Ever had a penpal? Then you, pal, were writing in the second
person point of view. The same
is true for most of Clarissa,
in which Clarissa basically gets to relate her story to Anna
Howe. But hold up! There are some complications to the typical second-person
P.O.V. that we need to unpack.
First of all, Clarissa frequently refers to Anna or whoever she's
addressing in her letters directly. Our girl isn't afraid to tell it like it
is: "You both nettled and alarmed me, my dearest Miss Howe, by the
concluding part of your last" (11.1). That's pretty typical for second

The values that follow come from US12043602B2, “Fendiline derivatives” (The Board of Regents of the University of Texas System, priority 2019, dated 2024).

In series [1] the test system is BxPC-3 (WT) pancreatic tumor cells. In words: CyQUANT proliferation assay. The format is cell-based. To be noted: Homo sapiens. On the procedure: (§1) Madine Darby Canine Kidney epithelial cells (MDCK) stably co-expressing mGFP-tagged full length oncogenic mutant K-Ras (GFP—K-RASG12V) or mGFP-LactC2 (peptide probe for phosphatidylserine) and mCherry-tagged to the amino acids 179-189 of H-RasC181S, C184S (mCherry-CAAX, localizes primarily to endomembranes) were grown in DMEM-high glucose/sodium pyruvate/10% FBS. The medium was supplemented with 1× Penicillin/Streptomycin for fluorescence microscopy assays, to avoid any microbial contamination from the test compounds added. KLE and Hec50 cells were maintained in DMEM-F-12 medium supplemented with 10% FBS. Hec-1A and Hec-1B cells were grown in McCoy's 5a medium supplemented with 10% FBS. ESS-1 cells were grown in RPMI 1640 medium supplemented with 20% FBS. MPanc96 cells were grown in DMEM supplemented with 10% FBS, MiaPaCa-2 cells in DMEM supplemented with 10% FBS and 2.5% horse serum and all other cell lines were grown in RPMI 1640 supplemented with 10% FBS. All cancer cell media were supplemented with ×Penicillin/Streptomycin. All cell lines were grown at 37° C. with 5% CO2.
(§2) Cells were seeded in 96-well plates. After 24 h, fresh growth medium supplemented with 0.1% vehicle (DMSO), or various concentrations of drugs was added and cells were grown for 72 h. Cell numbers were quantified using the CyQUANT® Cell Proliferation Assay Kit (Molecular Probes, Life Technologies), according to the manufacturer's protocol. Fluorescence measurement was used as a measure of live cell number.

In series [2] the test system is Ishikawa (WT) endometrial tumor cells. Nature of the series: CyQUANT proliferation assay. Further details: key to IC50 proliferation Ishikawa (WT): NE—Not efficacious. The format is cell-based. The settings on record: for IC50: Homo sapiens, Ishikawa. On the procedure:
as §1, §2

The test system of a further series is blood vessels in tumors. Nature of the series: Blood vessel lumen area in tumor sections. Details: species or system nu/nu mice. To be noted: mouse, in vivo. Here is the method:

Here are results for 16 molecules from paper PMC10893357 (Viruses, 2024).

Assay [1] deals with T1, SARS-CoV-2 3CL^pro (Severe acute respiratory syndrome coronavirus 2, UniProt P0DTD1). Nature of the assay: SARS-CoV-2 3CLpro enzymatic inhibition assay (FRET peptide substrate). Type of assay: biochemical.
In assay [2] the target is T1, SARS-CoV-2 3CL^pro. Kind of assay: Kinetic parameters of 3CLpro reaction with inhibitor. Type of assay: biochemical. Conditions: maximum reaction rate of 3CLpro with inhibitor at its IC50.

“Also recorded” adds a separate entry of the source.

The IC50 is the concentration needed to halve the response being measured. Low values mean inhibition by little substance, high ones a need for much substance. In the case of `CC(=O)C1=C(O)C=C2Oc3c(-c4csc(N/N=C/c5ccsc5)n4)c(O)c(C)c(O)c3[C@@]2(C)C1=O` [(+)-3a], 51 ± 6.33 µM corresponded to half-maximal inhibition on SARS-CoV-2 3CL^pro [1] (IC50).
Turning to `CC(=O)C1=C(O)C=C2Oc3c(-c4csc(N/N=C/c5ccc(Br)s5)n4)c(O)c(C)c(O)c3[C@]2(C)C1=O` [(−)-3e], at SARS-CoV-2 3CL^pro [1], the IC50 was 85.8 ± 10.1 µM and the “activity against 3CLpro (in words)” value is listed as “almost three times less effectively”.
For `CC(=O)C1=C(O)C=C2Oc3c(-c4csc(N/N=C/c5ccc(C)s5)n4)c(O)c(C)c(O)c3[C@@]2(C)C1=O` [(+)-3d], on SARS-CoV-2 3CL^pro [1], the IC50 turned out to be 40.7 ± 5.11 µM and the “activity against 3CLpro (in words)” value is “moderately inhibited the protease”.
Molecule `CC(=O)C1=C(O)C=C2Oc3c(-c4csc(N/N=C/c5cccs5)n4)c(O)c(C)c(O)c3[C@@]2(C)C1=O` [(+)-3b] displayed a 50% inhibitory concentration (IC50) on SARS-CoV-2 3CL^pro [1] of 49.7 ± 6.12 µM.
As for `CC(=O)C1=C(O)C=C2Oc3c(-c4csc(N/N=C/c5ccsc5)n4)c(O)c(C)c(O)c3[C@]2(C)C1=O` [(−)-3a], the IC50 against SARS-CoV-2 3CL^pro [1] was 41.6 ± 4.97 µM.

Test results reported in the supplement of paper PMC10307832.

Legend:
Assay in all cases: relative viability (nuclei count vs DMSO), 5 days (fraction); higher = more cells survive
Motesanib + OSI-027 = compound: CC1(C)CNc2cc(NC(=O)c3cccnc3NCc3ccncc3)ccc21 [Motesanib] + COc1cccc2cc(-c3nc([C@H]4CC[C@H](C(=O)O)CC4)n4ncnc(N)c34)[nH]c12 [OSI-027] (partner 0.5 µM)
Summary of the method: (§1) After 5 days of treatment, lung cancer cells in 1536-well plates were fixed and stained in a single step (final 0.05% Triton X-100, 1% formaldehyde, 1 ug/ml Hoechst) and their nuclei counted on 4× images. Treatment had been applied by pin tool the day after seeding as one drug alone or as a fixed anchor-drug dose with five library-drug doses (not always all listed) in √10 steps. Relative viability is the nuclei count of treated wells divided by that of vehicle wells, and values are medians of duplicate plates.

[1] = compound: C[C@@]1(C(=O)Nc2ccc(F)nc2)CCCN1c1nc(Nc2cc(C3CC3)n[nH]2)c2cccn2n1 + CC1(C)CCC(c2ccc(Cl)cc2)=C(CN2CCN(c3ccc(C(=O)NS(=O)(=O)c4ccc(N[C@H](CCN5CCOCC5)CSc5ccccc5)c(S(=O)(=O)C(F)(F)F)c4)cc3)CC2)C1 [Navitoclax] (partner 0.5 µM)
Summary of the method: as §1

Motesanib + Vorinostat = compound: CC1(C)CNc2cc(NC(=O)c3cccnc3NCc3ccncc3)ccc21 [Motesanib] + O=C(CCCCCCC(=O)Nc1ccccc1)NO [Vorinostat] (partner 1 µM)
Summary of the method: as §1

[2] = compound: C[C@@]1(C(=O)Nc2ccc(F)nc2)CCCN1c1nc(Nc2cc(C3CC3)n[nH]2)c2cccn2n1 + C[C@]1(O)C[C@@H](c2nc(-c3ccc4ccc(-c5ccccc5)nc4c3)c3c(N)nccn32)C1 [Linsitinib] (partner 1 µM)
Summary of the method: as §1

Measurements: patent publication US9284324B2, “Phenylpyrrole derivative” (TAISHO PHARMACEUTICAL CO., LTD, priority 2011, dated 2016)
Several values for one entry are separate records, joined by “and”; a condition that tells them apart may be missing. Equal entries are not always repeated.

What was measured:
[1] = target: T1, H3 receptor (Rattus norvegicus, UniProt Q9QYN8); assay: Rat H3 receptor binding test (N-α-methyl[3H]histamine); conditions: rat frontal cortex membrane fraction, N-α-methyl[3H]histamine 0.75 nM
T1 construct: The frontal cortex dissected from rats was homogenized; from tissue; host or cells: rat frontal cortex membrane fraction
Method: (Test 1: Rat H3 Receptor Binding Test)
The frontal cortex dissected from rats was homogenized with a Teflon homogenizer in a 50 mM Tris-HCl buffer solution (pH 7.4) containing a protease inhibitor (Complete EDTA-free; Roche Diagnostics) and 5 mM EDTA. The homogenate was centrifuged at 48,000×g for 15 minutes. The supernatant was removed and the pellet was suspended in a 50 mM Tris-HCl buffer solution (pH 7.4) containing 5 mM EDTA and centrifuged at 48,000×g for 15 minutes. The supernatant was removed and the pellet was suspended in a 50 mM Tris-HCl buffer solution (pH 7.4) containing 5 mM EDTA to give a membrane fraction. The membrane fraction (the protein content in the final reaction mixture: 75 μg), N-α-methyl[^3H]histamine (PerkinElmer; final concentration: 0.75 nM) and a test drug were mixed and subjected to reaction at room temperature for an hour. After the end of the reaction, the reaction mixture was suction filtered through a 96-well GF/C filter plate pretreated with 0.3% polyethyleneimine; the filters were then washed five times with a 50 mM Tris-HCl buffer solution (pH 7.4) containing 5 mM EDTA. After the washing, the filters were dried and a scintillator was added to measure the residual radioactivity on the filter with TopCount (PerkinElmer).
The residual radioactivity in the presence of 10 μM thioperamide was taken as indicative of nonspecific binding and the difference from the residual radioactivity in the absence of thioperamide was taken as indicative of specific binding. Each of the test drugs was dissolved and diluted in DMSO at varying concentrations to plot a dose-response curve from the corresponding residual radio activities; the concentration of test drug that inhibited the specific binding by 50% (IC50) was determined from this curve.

person style. But what happens when Clarissa switches it up and writes to other
characters? Or how about when we get a sneak peek into Lovelace's
correspondence with Belford?
That, our Shmoopy friends, is what a polylogic point of view looks like. Sure, we still have one character writing to another character (and
referring to that character as "you"). But we're getting multiple
perspectives from a bunch of different characters. Using a polylogic point of
view lets the reader stay one step ahead of the characters at all times.
How else would we know that Clarissa's new home is actually
a brothel besides all the prostitutes?